Established in 1894, Linwood Cemetery is located within the Pleasant Hill Historic District of Macon, Georgia and is on the National Register of Historic Places. Linwood Cemetery is the resting place for many of Middle Georgia's most prominent African-American citizens.
The cemetery is on the north side of Walnut Street between Pursley and Grant Avenue. A small creek divides area into an eastern and a western half. Visitors can access the western entrance from Walnut Street or the eastern entrance at the north end of Pursley Street.
Many prominent African-Americans are buried at Linwood including doctors, lawyers, bankers, businessmen, and beloved teachers. Many graves belong to veterans of World War I, World War II, the Korean Conflict, and the war in Vietnam. There may be as many as four thousand graves located here.
The BillionGraves website lists over 140 records for Linwood Cemetery with photographs and GPS locations.
The website Find A Grave has over 500 listings for Linwood.
The USGenWeb Project has an index of over 700 names and gravestone photographs.
Here are the stories of some people resting at Linwood Cemetery:
was a resident of Pleasant Hill who joined the Marines and fought in Vietnam in 1967. When a grenade was launched at his platoon, he used his body to absorb the blast and save his fellow soldiers. He was posthumously awarded the Congressional Medal of Honor and had a Navy ship named in his honor. His grave and a memorial are at Linwood Cemetery. Davis’ uniform and Medal of Honor are on display at the Tubman Museum.
was a successful businessman who founded the Douglass Theatre in downtown Macon. He also owned the Colonial Hotel with a grille, cafe, and soda fountain for African-American travelers. His businesses included a beer parlor, wine shop, and the Middle Georgia Savings and Investment Company.
Jeff Long taught himself to read and write. He was a tailor and owned a business in Macon. Long was eloquent speaker and urged former slaves to register to vote. In 1871, he was elected as a representative to Congress and was the first Black man to address Congress. Macon has a park named in his honor. A rocking chair owned by Long is on display at the Tubman Museum.
"Education is the only thing that will elevate us as a people, the only means by which we rise to fame and glory." -- Jefferson Franklin Long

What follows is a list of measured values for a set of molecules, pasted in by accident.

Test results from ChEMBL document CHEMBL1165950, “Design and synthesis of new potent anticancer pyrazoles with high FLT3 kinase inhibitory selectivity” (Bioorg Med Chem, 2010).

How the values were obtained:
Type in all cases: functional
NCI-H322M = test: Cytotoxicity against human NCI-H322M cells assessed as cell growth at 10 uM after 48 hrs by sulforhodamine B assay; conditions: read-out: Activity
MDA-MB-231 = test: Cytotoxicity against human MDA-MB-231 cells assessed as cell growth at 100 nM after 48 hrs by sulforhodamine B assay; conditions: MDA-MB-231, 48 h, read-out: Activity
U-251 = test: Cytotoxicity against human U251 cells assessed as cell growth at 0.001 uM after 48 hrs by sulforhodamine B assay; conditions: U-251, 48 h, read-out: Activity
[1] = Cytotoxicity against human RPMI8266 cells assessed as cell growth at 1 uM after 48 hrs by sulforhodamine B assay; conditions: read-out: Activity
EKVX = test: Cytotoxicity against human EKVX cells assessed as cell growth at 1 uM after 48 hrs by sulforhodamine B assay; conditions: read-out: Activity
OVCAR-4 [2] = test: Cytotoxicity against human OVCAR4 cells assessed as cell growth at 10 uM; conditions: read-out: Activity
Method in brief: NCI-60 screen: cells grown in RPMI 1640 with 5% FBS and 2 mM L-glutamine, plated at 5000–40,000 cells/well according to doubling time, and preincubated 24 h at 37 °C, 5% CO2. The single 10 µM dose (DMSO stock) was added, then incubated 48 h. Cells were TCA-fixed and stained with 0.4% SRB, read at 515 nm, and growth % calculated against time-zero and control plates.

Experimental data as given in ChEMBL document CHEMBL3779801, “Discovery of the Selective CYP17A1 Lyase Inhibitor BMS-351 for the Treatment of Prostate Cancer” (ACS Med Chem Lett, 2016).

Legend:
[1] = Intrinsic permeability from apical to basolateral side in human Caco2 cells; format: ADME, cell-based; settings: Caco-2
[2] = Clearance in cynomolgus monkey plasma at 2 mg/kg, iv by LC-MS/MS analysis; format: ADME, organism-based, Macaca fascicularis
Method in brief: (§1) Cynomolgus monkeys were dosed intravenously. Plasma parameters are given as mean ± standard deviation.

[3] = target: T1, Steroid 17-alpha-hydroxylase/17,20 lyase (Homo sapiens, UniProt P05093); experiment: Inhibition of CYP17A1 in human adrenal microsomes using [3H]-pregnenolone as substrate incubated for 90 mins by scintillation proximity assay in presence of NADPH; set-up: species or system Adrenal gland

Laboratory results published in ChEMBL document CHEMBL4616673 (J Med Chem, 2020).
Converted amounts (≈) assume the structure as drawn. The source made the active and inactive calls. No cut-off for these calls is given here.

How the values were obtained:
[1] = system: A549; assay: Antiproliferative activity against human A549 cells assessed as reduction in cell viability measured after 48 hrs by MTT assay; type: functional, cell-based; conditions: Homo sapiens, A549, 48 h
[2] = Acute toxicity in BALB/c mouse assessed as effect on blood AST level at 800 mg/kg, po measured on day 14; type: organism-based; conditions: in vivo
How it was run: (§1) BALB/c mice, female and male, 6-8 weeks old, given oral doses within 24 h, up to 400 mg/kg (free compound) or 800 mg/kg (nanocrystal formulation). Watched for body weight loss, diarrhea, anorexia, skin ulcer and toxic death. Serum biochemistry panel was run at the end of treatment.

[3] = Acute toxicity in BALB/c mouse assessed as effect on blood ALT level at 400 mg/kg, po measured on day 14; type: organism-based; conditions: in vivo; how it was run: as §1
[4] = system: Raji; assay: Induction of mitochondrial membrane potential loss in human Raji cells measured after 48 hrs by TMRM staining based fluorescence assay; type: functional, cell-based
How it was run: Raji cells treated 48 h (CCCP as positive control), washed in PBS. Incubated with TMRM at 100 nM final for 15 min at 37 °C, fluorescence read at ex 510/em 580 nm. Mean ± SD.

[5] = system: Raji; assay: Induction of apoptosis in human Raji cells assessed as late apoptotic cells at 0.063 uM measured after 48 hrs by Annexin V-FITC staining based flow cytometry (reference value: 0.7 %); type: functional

The Compromise of 1877 ended Reconstruction in the South. The Fifteenth Amendment was no longer enforced and Black men lost thier voting rights. It would be 100 years before another person of color represented the people of Georgia.
became a registered nurse at a time when many Black women had little education. She owned a funeral home and worked in public health. Mrs. Mosley was a community leader and founder of a women's center named for her.
"You are as good as anyone. Never let the fact that you don't have anything keep you from achieving." -- Ruth Hartley Mosley
lived in Pleasant Hill where he attended LH Williams grammar school and Ballard High School. He enlisted in the U.S. Navy in 1940 and was sent to Pearl Harbor where he served aboard the U.S.S. California. He was the first person from Macon to lose his life in World War II. A total of 102 sailors died when their ship was attacked by the Japanese. George Vining was buried with full military honors at Linwood Cemetery.
This precocious young lady lived on Monroe Street in Pleasant Hill. Her mother was a dress maker for Macon's wealthy upper class. Cleopatra was a very attractive girl with long straight silky hair. Miss Love attended Atlanta University and Morris Brown College. She taught English at Booker T Washington High School in Atlanta and was an advocate for teaching Black History. Miss Love retired to Macon and is buried in Linwood Cemetery.